Technology Scholarship conversation
Key factors in identifying likely candidates include:
- a well-developed technological literacy built over time
- a willingness to commit and well-developed project management skills
- students already doing other scholarship subjects can be an indicator (and some scholarship concepts, such as metacognition, are common across subjects).
Candidates can be identified in their early secondary years and nurtured.
Claire and Abby
A school-wide technology curriculum programme is being implemented. Already from year 7, a cohesive programme is offered across all of the strands of the technology curriculum, and there is work in progress to achieve this from year 1. Students coming into the senior school with this prior learning and hence a sound technological literacy is critical for scholarship success.
Working together as a faculty enhances teacher knowledge. Teachers find it easier to understand all of the components, choose appropriate and engaging contexts, teach effectively, and assess what students already know or have learned.
Students who seem likely technology scholarship candidates are noted at year 11 and at year 12 they are shown portfolios and submissions from successful students.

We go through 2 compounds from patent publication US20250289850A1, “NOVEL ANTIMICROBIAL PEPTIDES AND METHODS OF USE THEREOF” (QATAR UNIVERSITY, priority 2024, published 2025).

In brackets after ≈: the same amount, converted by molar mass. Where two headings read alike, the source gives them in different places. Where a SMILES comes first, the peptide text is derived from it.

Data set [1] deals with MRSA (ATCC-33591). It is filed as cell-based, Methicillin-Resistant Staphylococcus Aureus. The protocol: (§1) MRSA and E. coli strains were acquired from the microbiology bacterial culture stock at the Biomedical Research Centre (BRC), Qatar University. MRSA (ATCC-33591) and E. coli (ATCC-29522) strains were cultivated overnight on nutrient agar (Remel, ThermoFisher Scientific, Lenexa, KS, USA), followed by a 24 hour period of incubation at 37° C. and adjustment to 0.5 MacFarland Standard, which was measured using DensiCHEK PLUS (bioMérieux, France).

This year, students are being asked to commit to scholarship. In term one, a form was issued electronically to all year 13 students. Both the students and teachers are required to sign this off.
The school is signalling to the students that this is a serious commitment for both parties. It is also an attempt to address the problem of teachers putting in considerable time on scholarship students and then students choosing not to submit.
Students are also being encouraged to take three scholarship subjects as the broad generic understandings across scholarship standards can assist students to have success in more than one scholarship subject.
Level 3 is generally a very busy time for students as they position themselves for the next stage of their education. Abby and Claire agree that building effective relationships with these students is important. Being mindful of students’ commitments, and getting to know how they work and what else they are working on is key to student success.
Potential scholarship students are identified sometimes as early as year 10 at Havelock North High School. Conversations around contexts and potential issues for curriculum level 8 start in year 12.
I agree with Carol’s comments about identifying students as early as year 10. When I get a high-achieving student, I see that as a challenge for myself and the programme of learning I have developed – and begin early guiding and developing the skills they will need for success.
I agree with Carol and Bill that there are students who are intuitive about the requirements of scholarship and can be identified early on and nurtured. A year 11 student who gained technology scholarship could consider DVC scholarship, or moving the outcome to the pre-production stage (manufacturing), as well as aiming for outstanding or top scholar.